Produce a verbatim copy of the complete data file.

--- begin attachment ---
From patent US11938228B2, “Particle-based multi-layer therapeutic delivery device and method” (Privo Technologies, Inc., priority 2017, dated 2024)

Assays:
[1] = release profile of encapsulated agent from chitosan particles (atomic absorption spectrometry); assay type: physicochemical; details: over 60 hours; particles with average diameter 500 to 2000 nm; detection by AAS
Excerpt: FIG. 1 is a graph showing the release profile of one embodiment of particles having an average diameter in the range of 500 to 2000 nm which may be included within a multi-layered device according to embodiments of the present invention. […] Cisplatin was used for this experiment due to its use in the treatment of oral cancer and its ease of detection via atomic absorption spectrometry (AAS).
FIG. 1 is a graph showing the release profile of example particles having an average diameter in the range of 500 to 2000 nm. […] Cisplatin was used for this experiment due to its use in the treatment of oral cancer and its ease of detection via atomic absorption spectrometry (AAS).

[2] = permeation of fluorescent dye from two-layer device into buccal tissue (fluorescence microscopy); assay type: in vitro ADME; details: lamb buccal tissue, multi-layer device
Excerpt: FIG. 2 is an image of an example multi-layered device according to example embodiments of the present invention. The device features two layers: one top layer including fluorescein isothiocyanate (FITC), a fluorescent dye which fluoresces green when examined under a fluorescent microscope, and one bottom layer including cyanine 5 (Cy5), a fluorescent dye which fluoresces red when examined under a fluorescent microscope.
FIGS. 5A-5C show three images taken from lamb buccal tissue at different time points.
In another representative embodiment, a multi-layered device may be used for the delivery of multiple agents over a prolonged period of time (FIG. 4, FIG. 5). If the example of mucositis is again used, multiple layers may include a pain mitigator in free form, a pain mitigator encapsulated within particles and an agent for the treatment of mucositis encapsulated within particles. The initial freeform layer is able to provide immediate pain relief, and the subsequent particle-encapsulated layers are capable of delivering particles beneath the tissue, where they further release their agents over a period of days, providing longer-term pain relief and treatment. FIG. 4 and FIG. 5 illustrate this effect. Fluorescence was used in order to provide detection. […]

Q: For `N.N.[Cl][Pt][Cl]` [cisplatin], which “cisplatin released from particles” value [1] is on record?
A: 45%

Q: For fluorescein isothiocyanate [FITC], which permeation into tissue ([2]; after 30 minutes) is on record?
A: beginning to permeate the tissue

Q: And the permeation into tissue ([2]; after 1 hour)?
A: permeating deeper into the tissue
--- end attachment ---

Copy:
From patent US11938228B2, “Particle-based multi-layer therapeutic delivery device and method” (Privo Technologies, Inc., priority 2017, dated 2024)

Assays:
[1] = release profile of encapsulated agent from chitosan particles (atomic absorption spectrometry); assay type: physicochemical; details: over 60 hours; particles with average diameter 500 to 2000 nm; detection by AAS
Excerpt: FIG. 1 is a graph showing the release profile of one embodiment of particles having an average diameter in the range of 500 to 2000 nm which may be included within a multi-layered device according to embodiments of the present invention. […] Cisplatin was used for this experiment due to its use in the treatment of oral cancer and its ease of detection via atomic absorption spectrometry (AAS).
FIG. 1 is a graph showing the release profile of example particles having an average diameter in the range of 500 to 2000 nm. […] Cisplatin was used for this experiment due to its use in the treatment of oral cancer and its ease of detection via atomic absorption spectrometry (AAS).

[2] = permeation of fluorescent dye from two-layer device into buccal tissue (fluorescence microscopy); assay type: in vitro ADME; details: lamb buccal tissue, multi-layer device
Excerpt: FIG. 2 is an image of an example multi-layered device according to example embodiments of the present invention. The device features two layers: one top layer including fluorescein isothiocyanate (FITC), a fluorescent dye which fluoresces green when examined under a fluorescent microscope, and one bottom layer including cyanine 5 (Cy5), a fluorescent dye which fluoresces red when examined under a fluorescent microscope.
FIGS. 5A-5C show three images taken from lamb buccal tissue at different time points.
In another representative embodiment, a multi-layered device may be used for the delivery of multiple agents over a prolonged period of time (FIG. 4, FIG. 5). If the example of mucositis is again used, multiple layers may include a pain mitigator in free form, a pain mitigator encapsulated within particles and an agent for the treatment of mucositis encapsulated within particles. The initial freeform layer is able to provide immediate pain relief, and the subsequent particle-encapsulated layers are capable of delivering particles beneath the tissue, where they further release their agents over a period of days, providing longer-term pain relief and treatment. FIG. 4 and FIG. 5 illustrate this effect. Fluorescence was used in order to provide detection. […]

Q: For `N.N.[Cl][Pt][Cl]` [cisplatin], which “cisplatin released from particles” value [1] is on record?
A: 45%

Q: For fluorescein isothiocyanate [FITC], which permeation into tissue ([2]; after 30 minutes) is on record?
A: beginning to permeate the tissue

Q: And the permeation into tissue ([2]; after 1 hour)?
A: permeating deeper into the tissue